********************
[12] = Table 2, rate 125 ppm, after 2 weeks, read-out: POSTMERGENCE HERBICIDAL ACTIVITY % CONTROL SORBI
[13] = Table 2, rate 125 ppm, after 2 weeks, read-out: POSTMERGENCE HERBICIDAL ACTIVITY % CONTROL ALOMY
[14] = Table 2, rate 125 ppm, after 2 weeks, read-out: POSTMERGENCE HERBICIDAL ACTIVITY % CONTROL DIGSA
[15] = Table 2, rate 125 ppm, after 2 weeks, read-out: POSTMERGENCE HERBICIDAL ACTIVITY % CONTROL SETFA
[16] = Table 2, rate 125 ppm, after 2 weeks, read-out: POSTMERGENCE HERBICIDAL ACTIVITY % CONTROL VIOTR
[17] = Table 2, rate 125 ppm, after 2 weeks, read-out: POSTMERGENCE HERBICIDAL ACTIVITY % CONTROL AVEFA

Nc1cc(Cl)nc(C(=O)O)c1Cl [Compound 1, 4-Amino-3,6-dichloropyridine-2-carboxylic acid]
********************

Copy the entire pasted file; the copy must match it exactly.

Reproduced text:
[12] = Table 2, rate 125 ppm, after 2 weeks, read-out: POSTMERGENCE HERBICIDAL ACTIVITY % CONTROL SORBI
[13] = Table 2, rate 125 ppm, after 2 weeks, read-out: POSTMERGENCE HERBICIDAL ACTIVITY % CONTROL ALOMY
[14] = Table 2, rate 125 ppm, after 2 weeks, read-out: POSTMERGENCE HERBICIDAL ACTIVITY % CONTROL DIGSA
[15] = Table 2, rate 125 ppm, after 2 weeks, read-out: POSTMERGENCE HERBICIDAL ACTIVITY % CONTROL SETFA
[16] = Table 2, rate 125 ppm, after 2 weeks, read-out: POSTMERGENCE HERBICIDAL ACTIVITY % CONTROL VIOTR
[17] = Table 2, rate 125 ppm, after 2 weeks, read-out: POSTMERGENCE HERBICIDAL ACTIVITY % CONTROL AVEFA

Nc1cc(Cl)nc(C(=O)O)c1Cl [Compound 1, 4-Amino-3,6-dichloropyridine-2-carboxylic acid]